2. Output data: The direct outputs of generative LLM systems, as provided to users in dialogue, provide critical information in conjunction with user prompts to build an understanding of user expectations and activity. While these are directly created by the LLM system, the user interaction arguably constitutes co-creation. Furthermore, no other individual user interaction is at risk of being shared, and while this may be a question meriting more research, reverse-engineering proprietary information such as model weights from even a large collection of input/output pairs would seem difficult given challenges to explainability.
  3. Observed data: Some modern-day generative AI systems are observing user activity in either the digital or the physical world, through cameras or audio recording devices or simple screen captures; Microsoft’s Copilot+ PC is a powerful example. Such observed data is, arguably, a form or special case of input data, as it is a capture of the user’s actions. It also represents quite a significant potential for lock-in – if only one system has access to a user’s digital memories, the cost of switching to another becomes quite high.

A notable exclusion from these three categories is derived data, produced by the processing of input data through internal mechanisms, and not shared back to the user but retained for future internal use. This parallels past portability distinctions, and seems important to preserve here.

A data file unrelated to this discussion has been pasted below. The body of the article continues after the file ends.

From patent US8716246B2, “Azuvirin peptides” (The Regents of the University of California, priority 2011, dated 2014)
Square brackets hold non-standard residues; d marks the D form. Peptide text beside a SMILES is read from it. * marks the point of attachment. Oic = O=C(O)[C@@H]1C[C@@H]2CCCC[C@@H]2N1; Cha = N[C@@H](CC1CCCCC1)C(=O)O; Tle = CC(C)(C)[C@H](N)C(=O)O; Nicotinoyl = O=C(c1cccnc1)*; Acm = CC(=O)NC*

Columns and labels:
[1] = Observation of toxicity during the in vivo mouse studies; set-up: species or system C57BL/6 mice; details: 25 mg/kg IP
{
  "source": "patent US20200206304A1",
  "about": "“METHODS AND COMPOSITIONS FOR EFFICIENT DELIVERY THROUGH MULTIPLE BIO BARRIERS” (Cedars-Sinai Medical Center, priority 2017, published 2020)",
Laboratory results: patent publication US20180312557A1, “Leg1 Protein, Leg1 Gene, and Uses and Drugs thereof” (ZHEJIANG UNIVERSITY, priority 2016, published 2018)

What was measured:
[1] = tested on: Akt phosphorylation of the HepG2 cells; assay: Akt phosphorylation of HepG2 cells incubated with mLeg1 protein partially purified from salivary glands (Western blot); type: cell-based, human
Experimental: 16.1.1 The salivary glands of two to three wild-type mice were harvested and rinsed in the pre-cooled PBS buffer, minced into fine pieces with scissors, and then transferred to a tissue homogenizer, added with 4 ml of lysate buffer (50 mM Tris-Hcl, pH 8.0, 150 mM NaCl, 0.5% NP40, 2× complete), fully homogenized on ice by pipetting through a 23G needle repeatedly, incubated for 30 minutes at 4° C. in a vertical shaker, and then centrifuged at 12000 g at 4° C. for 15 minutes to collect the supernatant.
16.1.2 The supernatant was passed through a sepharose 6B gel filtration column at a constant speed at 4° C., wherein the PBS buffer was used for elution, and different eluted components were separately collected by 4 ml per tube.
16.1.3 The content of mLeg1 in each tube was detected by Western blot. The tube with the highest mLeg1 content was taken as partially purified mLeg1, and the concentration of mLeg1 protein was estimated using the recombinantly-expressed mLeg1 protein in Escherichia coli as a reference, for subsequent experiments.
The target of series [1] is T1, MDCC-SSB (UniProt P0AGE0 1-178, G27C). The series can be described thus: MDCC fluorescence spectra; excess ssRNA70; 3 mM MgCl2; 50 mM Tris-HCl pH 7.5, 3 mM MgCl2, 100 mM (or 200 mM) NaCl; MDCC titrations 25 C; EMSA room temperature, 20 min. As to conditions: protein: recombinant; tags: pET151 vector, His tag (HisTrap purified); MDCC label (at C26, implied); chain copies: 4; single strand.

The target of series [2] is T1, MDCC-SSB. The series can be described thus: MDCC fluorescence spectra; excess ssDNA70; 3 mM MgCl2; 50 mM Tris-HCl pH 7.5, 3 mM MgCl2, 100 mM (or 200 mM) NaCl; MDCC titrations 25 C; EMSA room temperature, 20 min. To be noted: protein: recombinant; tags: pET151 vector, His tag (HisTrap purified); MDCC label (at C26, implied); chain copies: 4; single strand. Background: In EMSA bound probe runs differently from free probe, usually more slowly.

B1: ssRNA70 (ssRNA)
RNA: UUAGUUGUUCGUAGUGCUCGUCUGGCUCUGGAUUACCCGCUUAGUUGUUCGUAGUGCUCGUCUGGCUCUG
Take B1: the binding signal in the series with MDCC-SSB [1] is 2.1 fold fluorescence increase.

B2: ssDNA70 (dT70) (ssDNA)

Observed data makes the prospect of portability quite complicated, however – particularly given the difficulties of distinguishing and excluding data based on the level of processing. Not all observed data will be retained, assuredly; the storage limitations would be significant, and requiring all raw data to be kept solely for portability could make systems unworkable. But could the selection of what observed data to store itself reveal anything proprietary? How can such a risk be assessed and mitigated?

Maybe most concerningly: Can a requirement to provide only observed and unprocessed data be easily obviated by processing incoming data with proprietary means, thus rendering it nonportable, and then throwing out the raw data?

There aren’t obvious or easy answers to these questions, and it will take some significant time and effort to work through them. But in the future as portability obligations and generative AI system personalization collide, making progress will matter significantly. Working towards a shared data model and portability approach could provide a useful forum to both develop and encode answers.

The future for autonomy in AI remains far from clear. Cornelia Kutterer contends, in a piece recently published by DTI, that we will see three layers of agents emerging, including platforms, applications, and services of various forms. Her intersection of the values and legal frameworks applicable to this question is a useful baseline. Complementing it will be more work in the direction of this piece - for example, what, exactly, should be ported to transfer a user’s experience meaningfully, without compromising security or secrets?